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POSTTRAUMATIC STRESS DISORDER (PTSD)

 

Posttraumatic stress disorder is a psychiatric disorder that can occur in people who have experienced or witnessed a traumatic event such as a natural disaster, a serious accident, a terrorist act, war/combat, rape or other violent personal assault. PTSD affects approximately 3.5 percent of U.S. adults or 8 million American adults, and an estimated one in 11 people will be diagnosed PTSD in their lifetime. Researchers estimate that as many as 40% of children and adolescents will experience at least one traumatic event in their lifetime. Women are twice as likely as men to have PTSD. There is evidence that it may run in families.

PTSD can occur in all people, in people of any ethnicity, nationality or culture, and any age. People with PTSD have intense, disturbing thoughts and feelings related to their experience that last long after the traumatic event has ended. They may relive the event through flashbacks or nightmares; they may feel sadness, fear or anger; and they may feel detached or estranged from other people. People with PTSD may avoid situations or people that remind them of the traumatic event, and they may have strong negative reactions to something as ordinary as a loud noise or an accidental touch.

Whether a child or teen develops PTSD depends on many factors, including the severity of the trauma, how frequently it occurs, and how family members react to the event. A child or adolescent with PTSD feels that they are unable to escape the impact of the trauma. They try to avoid people or situations that remind them of the event. Sometimes they will experience memories or “flashbacks” of the event, or they may have nightmares about it that feel very real. These constant reminders make living day-to-day life a real challenge, especially for young people who might struggle to express what they’re feeling and experiencing.

Causes

The cause of PTSD is unknown, but psychological, genetic, physical, and social factors are involved. PTSD changes the body's response to stress. It affects the stress hormones and chemicals that carry information between the nerves. People who have suffered childhood abuse or other previous traumatic experiences are likely to develop the disorder, sometimes months or years after the trauma. Temperamental variables such as externalizing behaviors or other anxiety issues may also increase risk. Other environmental risk factors include family dysfunction, childhood adversity, cultural variables, and family history of psychiatric illness. The greater the magnitude of the trauma, the greater the risk for PTSD—witnessing atrocities, severe personal injury, perpetrating violence. Inappropriate coping mechanisms, lack of social support, family instability, or financial stress may further worsen the outcome.

 

Resilience factors can help reduce the risk of the disorder. Some resilience factors are present before the trauma and others become important during and after a traumatic event. The resilience factors may reduce the risk of PTSD and include seeking out support from other people, such as mental health professionals, friends and family, finding a support group after a traumatic event, feeling good about one’s own actions in the face of danger, having a coping strategy, and being able to act and respond effectively despite feeling fear.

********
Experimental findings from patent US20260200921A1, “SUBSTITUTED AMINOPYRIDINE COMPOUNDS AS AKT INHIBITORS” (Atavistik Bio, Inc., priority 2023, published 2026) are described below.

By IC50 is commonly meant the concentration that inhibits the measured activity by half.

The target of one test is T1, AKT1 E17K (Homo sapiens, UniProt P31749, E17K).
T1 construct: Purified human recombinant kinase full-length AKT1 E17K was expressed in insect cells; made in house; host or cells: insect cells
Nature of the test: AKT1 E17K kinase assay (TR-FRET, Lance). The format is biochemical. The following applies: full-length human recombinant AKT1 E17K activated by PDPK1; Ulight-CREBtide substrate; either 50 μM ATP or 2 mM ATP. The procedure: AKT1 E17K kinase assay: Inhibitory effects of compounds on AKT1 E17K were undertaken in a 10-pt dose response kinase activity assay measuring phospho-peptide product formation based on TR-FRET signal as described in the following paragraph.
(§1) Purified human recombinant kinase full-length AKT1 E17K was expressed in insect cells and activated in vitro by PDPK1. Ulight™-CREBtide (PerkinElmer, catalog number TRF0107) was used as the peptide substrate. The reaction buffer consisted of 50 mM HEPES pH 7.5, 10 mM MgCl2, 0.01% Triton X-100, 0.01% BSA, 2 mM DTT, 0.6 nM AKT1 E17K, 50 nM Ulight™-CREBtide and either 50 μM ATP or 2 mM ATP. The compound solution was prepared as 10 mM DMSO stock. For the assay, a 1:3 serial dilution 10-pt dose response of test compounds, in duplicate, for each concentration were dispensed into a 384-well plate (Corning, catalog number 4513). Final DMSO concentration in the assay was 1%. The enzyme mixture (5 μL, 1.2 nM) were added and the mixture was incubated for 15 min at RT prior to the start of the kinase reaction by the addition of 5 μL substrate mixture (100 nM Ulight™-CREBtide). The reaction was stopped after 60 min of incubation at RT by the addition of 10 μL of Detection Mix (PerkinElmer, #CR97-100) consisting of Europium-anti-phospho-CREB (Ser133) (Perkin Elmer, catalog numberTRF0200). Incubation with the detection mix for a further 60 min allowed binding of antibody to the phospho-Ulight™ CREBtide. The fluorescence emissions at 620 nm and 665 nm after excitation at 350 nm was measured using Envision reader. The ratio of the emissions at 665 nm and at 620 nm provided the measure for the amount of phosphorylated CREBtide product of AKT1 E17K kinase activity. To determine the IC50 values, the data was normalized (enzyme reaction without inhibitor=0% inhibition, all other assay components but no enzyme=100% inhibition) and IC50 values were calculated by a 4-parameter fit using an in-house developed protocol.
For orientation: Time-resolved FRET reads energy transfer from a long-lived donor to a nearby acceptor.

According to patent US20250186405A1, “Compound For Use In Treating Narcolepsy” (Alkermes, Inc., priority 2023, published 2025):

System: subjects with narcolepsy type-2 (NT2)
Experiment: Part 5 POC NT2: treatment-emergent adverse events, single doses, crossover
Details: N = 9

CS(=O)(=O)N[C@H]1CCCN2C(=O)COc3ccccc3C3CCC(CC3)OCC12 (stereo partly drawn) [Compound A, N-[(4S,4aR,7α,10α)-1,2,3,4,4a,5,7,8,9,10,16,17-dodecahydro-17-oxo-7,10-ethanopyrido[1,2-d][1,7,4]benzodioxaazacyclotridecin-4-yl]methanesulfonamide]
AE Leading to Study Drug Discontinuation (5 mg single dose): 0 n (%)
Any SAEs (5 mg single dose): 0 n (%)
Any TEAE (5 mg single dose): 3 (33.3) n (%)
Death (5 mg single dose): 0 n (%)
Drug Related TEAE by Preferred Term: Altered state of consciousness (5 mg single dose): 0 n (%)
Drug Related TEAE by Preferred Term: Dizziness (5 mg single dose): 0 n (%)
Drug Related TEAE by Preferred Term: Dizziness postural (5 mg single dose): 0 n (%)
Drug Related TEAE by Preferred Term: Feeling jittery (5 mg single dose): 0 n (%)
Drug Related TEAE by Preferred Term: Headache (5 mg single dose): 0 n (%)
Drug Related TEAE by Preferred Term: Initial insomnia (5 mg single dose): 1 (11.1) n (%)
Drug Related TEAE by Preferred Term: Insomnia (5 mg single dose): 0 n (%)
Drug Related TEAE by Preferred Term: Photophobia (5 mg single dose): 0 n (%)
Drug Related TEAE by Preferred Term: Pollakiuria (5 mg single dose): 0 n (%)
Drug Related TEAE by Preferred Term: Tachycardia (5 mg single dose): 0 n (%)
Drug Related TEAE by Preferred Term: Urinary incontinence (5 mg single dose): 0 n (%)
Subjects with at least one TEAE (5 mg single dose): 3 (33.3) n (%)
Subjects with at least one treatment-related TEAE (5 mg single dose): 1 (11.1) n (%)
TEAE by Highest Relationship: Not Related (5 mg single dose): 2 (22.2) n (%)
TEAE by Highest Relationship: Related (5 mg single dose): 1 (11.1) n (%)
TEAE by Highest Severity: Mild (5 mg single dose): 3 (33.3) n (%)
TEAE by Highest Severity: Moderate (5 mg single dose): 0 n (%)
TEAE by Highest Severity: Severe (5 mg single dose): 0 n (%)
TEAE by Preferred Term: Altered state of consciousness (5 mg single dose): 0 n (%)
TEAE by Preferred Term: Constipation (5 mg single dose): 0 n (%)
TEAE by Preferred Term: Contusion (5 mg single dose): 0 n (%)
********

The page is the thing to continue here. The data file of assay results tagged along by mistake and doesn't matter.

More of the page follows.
Diagnosis

A diagnosis of PTSD requires exposure to an upsetting traumatic event. However, exposure could be indirect rather than first hand. It can also occur as a result of repeated exposure to horrible details of trauma. For people with PTSD the symptoms cause significant distress or problems functioning. PTSD often occurs with other related conditions, such as depression, substance use, memory problems and other physical and mental health problems. Criteria for adults, adolescents, and children older than six include those below:

 

For a person to be diagnosed with PTSD condition lasts at least 1 month and results from experiencing actual or threatened death, serious injury, or sexual violence as manifested by at least one of the following:

  1. directly experiencing or witnessing the traumatic event(s)

  2. becoming aware of close friends or family members suffering a traumatic event(s)

  3. repeated exposure to aversive aspects of traumatic events

 

Symptoms​

Intrusive Symptoms: Presence of at least one of the following after experiencing traumatic event(s)

  • recurring distressing memories of that event

  • frequent nightmares involving the traumatic event(s)

  • flashbacks that may be accompanied by dissociative reactions as if the individual were reliving the traumatic event(s)

  • intense reactive distress when in the presence of cues that serve as a reminder of the traumatic event(s)

  • severe physiological reactions upon exposure to cues resembling aspects of the traumatic event(s)

 

Avoidance Symptoms: Chronic avoidance behaviors beginning after occurrence of traumatic event(s), as manifested by at least one of the following:

  • attempts to avoid distressing thoughts, feelings, or memories reminiscent of traumatic event(s)

  • avoidance of external stimuli that may serve as reminders of the traumatic event(s)

 

Negative Mood: Negative transformations of mood or thought related to the traumatic event(s), with onset after the event transpired and manifested by at least two of the following:

  • dissociative amnesia

  • chronic and exceedingly negative attitudes and expectations about oneself, others, and surroundings

  • self blame due to chronic inaccurate thoughts about the cause or effect of traumatic event(s)

  • chronic negative affect

  • loss of interest in significant activities

  • alienation from others

  • chronic inability to experience positive affect

 

Arousal Symptoms: Significant changes in sensitivity to traumatic event(s) starting or worsening after the traumatic event(s), as indicated by at least two of the following:

  • unprovoked inability and temper tantrums

  • irresponsible self destructive activities

  • hypervigilance

  • heightened startle reaction

  • difficulty focusing or concentrating

  • disrupted sleep patterns

Treating PTSD in Children and Teens